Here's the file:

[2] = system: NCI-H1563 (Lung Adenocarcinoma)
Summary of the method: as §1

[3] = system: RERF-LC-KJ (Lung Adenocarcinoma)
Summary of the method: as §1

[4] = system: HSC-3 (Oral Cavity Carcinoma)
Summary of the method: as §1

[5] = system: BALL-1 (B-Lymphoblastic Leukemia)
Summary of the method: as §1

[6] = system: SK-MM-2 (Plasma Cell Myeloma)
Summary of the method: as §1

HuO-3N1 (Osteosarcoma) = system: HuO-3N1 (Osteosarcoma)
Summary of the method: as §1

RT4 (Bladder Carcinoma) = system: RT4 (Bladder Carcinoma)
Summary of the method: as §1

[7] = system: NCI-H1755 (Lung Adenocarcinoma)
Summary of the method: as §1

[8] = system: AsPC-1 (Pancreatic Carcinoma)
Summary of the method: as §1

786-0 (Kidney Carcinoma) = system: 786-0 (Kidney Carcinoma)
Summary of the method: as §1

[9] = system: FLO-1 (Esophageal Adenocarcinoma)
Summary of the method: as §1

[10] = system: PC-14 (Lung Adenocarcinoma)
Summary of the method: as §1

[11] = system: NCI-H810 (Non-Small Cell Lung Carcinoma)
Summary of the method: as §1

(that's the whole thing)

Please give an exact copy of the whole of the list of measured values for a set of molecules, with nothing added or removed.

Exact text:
[2] = system: NCI-H1563 (Lung Adenocarcinoma)
Summary of the method: as §1

[3] = system: RERF-LC-KJ (Lung Adenocarcinoma)
Summary of the method: as §1

[4] = system: HSC-3 (Oral Cavity Carcinoma)
Summary of the method: as §1

[5] = system: BALL-1 (B-Lymphoblastic Leukemia)
Summary of the method: as §1

[6] = system: SK-MM-2 (Plasma Cell Myeloma)
Summary of the method: as §1

HuO-3N1 (Osteosarcoma) = system: HuO-3N1 (Osteosarcoma)
Summary of the method: as §1

RT4 (Bladder Carcinoma) = system: RT4 (Bladder Carcinoma)
Summary of the method: as §1

[7] = system: NCI-H1755 (Lung Adenocarcinoma)
Summary of the method: as §1

[8] = system: AsPC-1 (Pancreatic Carcinoma)
Summary of the method: as §1

786-0 (Kidney Carcinoma) = system: 786-0 (Kidney Carcinoma)
Summary of the method: as §1

[9] = system: FLO-1 (Esophageal Adenocarcinoma)
Summary of the method: as §1

[10] = system: PC-14 (Lung Adenocarcinoma)
Summary of the method: as §1

[11] = system: NCI-H810 (Non-Small Cell Lung Carcinoma)
Summary of the method: as §1